CA: As a performer, there’s a moment when you’ve just finished something, before the audience responds to it, and I think that gap is an incredibly crucial part of the performance. That moment, as the last dying sounds of the piece happen, and there’s this suspended breath … If someone busts in on that, it’s incredibly offensive, and it’s an incredibly cheap shot, it’s going to affect everyone else in the room, because some people may have really liked it as well. I think it’s incredibly disrespectful, not only to the band, but for everyone else. The one at the Brighton Festival, we weren’t even playing on a stage, we were set up in a hall on the floor, and this person from about four rows back stood up – he’d waited for the applause to start, but he was extremely angry and said (Colonel Blimp accent) ‘How can you come to Brighton and play such rubbish?’ And people thought it was funny, and we thought it was funny too, but then he started clambering over chairs, and because there was no stage, we thought it might come to blows … He was in his late 60s, early 70s, so it wasn’t actually physically intimidating, but you don’t want to be grappling with an audience member …
LS: Apparently he was at the bar at interval, and spirited discussions were taking place, and the venue owner said he could come back for the second set if he promised not to interrupt it, and his wife was there and saying ‘oh God, here he goes again’ …
CA: I mean I would have got up and walked out. Why anyone would stay to the end – maybe we had some sort of power over him.
Talking about your Australianness, there’s a quote in John Shand’s book, Jazz: The Australian Accent, from Mike Nock, who says groups like The Necks and The Catholics could only exist in Australia. I mean, it’s not as if you go around in Akubras or anything, but it does define you as being from here.
LS: We often get asked if we think coming from Australia has affected the way we sound, or if we have an Australian sound. It’s a very valid question.
CA: I think I would even go higher resolution than that, and say the Necks could only come from Sydney. I do think there was a very big difference in approaches to jazz, for want of a better term, between Sydney and Melbourne. I think Melbourne’s always tended to be much more open to irony, the idea of showmanship, putting on a performance, analysing various performance strategies, whereas I think Sydney jazz musicians have tended to be more intuitive. I think somebody like Vince Jones, for example, would never have been a product of Sydney, he’s sophisticated – Lloyd’s played with him – and sort of inhabits the showmanship aspect of jazz. I think the Sydney jazz scene that I was involved in as a young person was very physical, and involved playing your instrument in a physically, or technically adept way, and being passionate and honest, in inverted commas. These are big generalisations, but I do see the Necks as being a product of that … the influences coming out of that scene are there.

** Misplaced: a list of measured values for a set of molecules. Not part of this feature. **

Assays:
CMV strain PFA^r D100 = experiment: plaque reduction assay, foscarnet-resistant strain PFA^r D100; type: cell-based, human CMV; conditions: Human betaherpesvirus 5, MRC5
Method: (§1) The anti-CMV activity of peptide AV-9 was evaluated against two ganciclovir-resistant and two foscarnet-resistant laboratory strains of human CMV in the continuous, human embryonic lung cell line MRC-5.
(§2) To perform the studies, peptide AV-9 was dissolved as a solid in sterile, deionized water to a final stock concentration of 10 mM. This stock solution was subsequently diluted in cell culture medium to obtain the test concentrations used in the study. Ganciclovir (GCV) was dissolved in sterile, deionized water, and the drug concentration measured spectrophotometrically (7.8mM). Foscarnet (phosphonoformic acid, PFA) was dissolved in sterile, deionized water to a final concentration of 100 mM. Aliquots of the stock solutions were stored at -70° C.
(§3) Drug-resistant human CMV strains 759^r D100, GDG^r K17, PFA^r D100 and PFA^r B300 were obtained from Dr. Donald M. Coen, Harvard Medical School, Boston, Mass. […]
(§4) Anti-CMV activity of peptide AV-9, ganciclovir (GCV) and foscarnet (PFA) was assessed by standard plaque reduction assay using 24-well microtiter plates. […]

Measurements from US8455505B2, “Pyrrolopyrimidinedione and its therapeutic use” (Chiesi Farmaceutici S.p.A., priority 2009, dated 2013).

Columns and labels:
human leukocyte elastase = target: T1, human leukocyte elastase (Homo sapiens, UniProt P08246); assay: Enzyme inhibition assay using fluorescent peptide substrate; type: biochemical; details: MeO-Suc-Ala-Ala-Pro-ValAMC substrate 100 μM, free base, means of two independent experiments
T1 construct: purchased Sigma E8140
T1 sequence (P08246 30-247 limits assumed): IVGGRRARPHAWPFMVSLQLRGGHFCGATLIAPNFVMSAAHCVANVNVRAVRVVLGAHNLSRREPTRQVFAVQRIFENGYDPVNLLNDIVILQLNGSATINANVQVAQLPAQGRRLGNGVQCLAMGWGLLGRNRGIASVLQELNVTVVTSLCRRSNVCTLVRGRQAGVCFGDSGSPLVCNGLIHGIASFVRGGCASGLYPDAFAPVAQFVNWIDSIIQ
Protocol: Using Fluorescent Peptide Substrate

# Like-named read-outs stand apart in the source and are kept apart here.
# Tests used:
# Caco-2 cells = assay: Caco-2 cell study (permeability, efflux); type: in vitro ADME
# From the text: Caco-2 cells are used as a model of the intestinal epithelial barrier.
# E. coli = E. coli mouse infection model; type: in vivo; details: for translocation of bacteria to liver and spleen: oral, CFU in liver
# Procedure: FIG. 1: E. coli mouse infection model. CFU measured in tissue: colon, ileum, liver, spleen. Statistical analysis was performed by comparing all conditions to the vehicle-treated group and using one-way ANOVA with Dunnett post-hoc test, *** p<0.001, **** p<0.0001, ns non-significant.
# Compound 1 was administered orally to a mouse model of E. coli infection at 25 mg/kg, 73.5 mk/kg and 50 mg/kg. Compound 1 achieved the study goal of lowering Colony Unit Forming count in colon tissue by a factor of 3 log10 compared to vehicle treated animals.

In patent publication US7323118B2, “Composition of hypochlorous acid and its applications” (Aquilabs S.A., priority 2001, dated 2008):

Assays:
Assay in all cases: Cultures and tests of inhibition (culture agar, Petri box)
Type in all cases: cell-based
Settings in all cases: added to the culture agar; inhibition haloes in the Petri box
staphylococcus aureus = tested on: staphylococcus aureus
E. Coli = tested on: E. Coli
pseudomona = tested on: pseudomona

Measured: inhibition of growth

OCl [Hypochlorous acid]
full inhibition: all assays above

LS: What you’re suggesting, if it’s true, is the absolute inverse of how the two cities are actually seen in general terms, in that usually Sydney’s shallow and glitzy, and Melbourne’s the cultured, deep thinking one. Which is interesting, because there’s a parallel with the Sydney Swans! I mean Sydney’s supposed to be so shallow and superficial and here’s this team that’s really no nonsense, nitty gritty, just a hard working team of champions, and Melbourne has the show ponies – as a city I mean, not Melbourne the club. That’s an interesting theory, I’d need to think it through.
CA: I remember going and seeing a couple of Melbourne bands, and at the time being really appalled in that they appeared to be playing around with the genre of jazz. At the time, as a young person, I was into the pure statement of John Coltrane, or how I understood it.
LS: So how do you think that then tumbled into the origins of The Necks, what aspects of it do you see?
CA: Well I sense that there was a certain point in time when I just tried to rebel against that … I mean, I had these idols, and I was someone who’d grown up in suburban Sydney, and I shouldn’t be quite this quixotic. I think when you’re a young person, a lot of people tend to idolise people, and somehow empathise and see some vague glimmer of hope that one day you too will … and there comes a point in one’s maturation that you realise that certain things are not really accomplishable. And at that point I broadened my scope about what it was I’d actually been doing. I don’t think I would have gone so far as what the Necks represented in the early days had I not been trying to remove myself from the way I’d been thinking up to that point. So in some ways the Necks’ initial thing was a reaction against the display of virtuosity, the naive display of what I considered to be passion, and much more trying to bring a conceptual element into what I was trying to do rather than just getting up and trying to be expressive.
LS: It’s interesting that Chris says it was his reaction to what he saw as being a Sydney orthodoxy, whereas my pat response to the idea of the Necks as an Australian creation is that the lack of a strong jazz history has made it possible. It wouldn’t have been so likely to have come into being in one of the cultural centres of the northern hemisphere because there’s some pretty heavy boxes that have to be ticked before you can go any further and we don’t have that. It was a real revelation for us the first time we toured Europe (in 2000), we had a pretty substantial tour of 16 or 17 shows, and we honestly just didn’t know what they’d think of it. We didn’t know if they’d just say they had no idea of what these guys were getting at. The impression we got was that they’d never heard anything like it, and it really clicked with them. They understood what we were doing, and that indicated to me that it was waiting to happen, but it had to be in a certain situation with the freedom to imagine it and not feeling inhibited in throwing it out. It did start very much as an experiment, it was an experiment before it became any kind of product or any kind of performance.